Eye tracking laboratory
Using advanced technology, the ASL 501 Pan-tilt eye-tracker is a non-obtrusive eye-tracker which does not require head mounted tracking equipment. This is currently a laboratory-based tracker but is being adapted for portability to enable eye-tracking research in the field.
This houses electroencephalograph (EEG) facilities, allowing recording from up to 32 sites on the scalp for the collection of fine detailed EEG information. We also have more basic psychophysiology apparatus, such as heart-rate and skin-conductance recording equipment.
Low-level vision laboratory.
This facility has dedicated equipment especially suited to fine grained manipulation of stimulus intensities and durations, particularly suited to low-level vision research.
We also have access to a number of other research facilities which are available through arrangement with other sections of the University. There are considerable laboratory facilities within the Centre for Sports and Exercise Science including soundproof and climate control rooms, as well as facilities within the Faculty of Health and Wellbeing.
Dr Allen Goodwin, senior lecturer (1:35)
Dr Allen Goodwin talks about the completion of dissertations for postgraduate psychology courses – what they are, how to go about choosing a topic and how it will benefit you in the future.
Dr Iain Garner, head of programmes (2:04)
Dr Iain Garner provides an overview of the postgraduate psychology department at Sheffield Hallam – what subjects you will be exposed to, how the courses are structured and how you will benefit from your time at Sheffield Hallam.
A graduate perspective (1:58)
One of our graduates talks about their experiences on the course and how it has helped her achieve her career aims.
MSc Health Psychology, 2008 graduate
'Studying the MSc Health Psychology has been a good experience.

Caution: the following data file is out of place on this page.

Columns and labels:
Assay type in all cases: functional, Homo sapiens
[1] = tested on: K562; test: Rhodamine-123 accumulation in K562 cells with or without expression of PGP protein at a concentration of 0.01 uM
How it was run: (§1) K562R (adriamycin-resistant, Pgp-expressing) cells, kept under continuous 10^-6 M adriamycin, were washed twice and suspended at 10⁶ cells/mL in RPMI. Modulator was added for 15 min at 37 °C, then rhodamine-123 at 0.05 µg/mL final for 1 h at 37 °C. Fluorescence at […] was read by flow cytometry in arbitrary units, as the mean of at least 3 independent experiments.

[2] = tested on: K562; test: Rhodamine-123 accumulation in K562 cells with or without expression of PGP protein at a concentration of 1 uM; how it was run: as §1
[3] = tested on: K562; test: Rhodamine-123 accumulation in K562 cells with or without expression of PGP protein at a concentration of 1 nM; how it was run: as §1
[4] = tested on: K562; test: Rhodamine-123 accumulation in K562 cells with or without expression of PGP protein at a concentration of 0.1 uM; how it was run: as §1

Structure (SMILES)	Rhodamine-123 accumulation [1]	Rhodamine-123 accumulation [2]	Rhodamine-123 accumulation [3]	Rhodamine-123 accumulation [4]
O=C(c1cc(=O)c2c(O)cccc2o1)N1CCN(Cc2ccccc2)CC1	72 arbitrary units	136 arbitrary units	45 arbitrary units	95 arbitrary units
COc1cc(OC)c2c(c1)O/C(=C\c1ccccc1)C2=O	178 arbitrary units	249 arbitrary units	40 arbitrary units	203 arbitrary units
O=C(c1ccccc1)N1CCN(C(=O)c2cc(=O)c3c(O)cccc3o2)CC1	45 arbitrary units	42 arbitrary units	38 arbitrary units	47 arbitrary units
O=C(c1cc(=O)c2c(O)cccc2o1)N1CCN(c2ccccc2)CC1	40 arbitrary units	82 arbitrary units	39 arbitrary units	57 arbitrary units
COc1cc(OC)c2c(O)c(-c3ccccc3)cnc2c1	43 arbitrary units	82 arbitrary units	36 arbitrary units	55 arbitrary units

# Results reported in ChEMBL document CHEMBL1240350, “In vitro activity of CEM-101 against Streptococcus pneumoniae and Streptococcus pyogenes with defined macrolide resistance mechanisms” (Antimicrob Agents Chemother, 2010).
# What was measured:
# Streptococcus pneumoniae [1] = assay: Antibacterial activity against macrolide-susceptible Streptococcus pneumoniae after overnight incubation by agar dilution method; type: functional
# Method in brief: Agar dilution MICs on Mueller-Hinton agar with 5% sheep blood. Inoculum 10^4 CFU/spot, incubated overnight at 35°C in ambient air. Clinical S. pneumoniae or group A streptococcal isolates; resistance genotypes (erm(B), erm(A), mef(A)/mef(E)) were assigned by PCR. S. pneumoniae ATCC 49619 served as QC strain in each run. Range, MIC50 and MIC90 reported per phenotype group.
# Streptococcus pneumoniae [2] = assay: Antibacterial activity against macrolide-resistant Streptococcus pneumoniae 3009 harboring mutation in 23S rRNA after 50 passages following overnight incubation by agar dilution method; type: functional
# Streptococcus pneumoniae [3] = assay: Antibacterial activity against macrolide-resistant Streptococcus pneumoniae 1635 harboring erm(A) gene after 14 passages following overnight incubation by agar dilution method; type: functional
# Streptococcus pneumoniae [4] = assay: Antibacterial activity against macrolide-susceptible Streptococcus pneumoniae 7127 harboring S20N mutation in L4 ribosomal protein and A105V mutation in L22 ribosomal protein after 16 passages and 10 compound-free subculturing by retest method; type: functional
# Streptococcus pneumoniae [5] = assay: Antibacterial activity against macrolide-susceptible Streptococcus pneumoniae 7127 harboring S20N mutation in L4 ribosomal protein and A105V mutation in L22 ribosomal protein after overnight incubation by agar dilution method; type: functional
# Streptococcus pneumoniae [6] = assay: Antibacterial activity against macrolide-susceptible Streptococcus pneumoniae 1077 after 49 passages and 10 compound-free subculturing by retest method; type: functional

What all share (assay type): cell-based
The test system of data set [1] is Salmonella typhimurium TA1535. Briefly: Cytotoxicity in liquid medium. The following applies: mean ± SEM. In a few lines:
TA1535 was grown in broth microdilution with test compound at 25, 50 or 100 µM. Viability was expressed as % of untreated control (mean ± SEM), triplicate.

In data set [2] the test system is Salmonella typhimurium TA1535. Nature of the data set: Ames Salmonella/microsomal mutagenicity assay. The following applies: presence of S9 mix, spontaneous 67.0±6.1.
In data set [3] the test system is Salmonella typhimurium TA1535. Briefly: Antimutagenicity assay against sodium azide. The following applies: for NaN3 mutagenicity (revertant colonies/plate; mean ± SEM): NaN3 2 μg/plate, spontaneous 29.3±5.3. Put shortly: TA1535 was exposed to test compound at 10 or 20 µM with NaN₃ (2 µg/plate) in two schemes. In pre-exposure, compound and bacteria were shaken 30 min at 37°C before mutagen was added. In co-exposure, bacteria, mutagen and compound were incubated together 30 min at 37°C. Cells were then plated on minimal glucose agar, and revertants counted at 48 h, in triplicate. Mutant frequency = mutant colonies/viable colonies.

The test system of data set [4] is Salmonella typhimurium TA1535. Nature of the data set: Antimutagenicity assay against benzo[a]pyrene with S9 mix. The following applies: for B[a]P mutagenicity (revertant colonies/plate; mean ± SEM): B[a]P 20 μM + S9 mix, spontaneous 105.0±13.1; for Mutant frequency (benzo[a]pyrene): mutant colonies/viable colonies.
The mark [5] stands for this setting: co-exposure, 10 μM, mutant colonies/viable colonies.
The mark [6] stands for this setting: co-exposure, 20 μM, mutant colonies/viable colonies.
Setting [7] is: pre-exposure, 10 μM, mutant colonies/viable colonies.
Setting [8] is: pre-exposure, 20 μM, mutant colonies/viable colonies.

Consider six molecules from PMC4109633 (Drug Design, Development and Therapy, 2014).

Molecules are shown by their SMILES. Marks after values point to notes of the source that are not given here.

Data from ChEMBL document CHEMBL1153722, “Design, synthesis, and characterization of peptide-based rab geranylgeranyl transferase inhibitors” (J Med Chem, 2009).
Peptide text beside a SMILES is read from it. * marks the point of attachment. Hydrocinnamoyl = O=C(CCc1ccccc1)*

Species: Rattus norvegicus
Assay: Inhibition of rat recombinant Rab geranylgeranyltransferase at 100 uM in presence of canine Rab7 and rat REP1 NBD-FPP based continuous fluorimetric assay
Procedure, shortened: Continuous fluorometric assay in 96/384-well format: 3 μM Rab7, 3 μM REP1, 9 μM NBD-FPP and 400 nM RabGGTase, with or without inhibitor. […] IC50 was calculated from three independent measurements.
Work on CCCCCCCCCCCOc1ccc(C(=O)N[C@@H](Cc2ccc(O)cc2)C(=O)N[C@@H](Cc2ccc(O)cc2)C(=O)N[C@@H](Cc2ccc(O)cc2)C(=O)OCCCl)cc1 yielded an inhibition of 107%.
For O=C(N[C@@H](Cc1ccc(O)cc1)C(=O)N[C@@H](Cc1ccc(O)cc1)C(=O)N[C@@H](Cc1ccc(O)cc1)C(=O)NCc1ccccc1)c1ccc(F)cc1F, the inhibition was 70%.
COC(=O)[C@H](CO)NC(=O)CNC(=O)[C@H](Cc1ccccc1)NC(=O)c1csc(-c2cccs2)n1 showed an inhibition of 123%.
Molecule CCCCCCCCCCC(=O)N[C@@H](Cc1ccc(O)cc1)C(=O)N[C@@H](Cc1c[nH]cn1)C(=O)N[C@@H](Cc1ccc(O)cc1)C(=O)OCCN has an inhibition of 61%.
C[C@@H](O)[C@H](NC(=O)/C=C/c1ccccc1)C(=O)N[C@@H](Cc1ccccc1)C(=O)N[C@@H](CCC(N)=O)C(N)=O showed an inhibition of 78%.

'The flexibility of the course has allowed me to continue working whilst studying, and the way that the course material is delivered makes it easier to juggle these demands. Having a month to complete a study guide means I can work at my own pace, which has made my learning a lot more enjoyable.
'The course covers a wide range of modules which makes it interesting and I’ve found some of the content particularly useful in applying it to my work setting.
'The staff teaching team are all very experienced, friendly and supportive and they have a variety of research interests among them.
'I've also found the facilities very good. The tutors often post links to online journal articles on Blackboard which really helps.'
MSc Health Psychology, 2008 graduate
Distance learning study
Distance learning is a rewarding and flexible way to learn. You study at the time, place and often pace of your choosing, to fit around your personal and working life. Like all types of learning, you need skills in personal organisation, time management, self-motivation, and a commitment to academic study.
As a distance learning student, you normally learn away from the University – in your own home or place of work. Most of our distance learning courses are delivered online via a portal called Blackboard.
We prepare you for your distance learning course with an online induction package. It helps you develop and practise your skills and allows any issues, concerns or development needs to be addressed prior to commencing a course of study.
You're fully supported by our learning centre, with library database searches and information enquiries, journal article supply and other help in accessing library and information services, all without having to travel to Sheffield.
We believe that you learn best when you engage in prolonged debate. Your course provides an active learning experience, with an ongoing dialogue between you, your peers and your tutors via discussion forums, blogs and others. You carry out a series of structured tasks, which build towards a successful final assessment submission.
Visit the Department of Psychology, Sociology and Politics website to view profiles of the staff who teach in this subject area.